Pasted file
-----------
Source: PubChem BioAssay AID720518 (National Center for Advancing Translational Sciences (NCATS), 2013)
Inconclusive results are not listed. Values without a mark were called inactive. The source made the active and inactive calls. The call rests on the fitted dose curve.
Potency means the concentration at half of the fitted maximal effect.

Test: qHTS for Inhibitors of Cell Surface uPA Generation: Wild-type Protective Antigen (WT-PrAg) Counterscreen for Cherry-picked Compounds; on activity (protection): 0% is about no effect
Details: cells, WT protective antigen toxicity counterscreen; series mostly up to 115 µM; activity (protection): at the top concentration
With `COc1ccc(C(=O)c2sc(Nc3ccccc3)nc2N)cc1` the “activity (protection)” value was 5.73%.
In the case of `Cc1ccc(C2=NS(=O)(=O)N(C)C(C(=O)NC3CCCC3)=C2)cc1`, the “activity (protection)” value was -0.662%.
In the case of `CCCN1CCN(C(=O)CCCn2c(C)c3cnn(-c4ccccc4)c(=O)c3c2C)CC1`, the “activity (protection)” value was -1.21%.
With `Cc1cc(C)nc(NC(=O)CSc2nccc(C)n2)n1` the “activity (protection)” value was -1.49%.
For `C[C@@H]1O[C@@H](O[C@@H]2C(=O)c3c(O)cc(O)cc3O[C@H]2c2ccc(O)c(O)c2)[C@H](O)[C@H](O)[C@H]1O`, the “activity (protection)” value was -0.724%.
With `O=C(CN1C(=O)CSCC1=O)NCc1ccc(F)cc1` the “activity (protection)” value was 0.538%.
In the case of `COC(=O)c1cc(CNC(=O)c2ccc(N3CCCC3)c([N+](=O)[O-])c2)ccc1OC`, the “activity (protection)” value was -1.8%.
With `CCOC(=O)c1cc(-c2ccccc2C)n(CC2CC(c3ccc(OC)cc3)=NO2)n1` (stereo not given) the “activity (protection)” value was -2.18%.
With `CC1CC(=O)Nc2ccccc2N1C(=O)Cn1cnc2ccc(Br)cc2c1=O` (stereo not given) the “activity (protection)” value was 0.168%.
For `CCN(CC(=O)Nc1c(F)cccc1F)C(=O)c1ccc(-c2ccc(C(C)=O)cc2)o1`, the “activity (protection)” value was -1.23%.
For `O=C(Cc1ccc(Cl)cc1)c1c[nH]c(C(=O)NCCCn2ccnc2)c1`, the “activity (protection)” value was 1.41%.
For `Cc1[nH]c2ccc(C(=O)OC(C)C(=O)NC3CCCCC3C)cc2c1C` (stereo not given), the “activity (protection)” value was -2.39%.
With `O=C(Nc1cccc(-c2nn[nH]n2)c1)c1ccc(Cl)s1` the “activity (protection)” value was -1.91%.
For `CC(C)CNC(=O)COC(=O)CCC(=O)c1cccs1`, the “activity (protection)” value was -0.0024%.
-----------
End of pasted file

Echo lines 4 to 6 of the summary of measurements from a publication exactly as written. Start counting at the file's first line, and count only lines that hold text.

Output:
Test: qHTS for Inhibitors of Cell Surface uPA Generation: Wild-type Protective Antigen (WT-PrAg) Counterscreen for Cherry-picked Compounds; on activity (protection): 0% is about no effect
Details: cells, WT protective antigen toxicity counterscreen; series mostly up to 115 µM; activity (protection): at the top concentration
With `COc1ccc(C(=O)c2sc(Nc3ccccc3)nc2N)cc1` the “activity (protection)” value was 5.73%.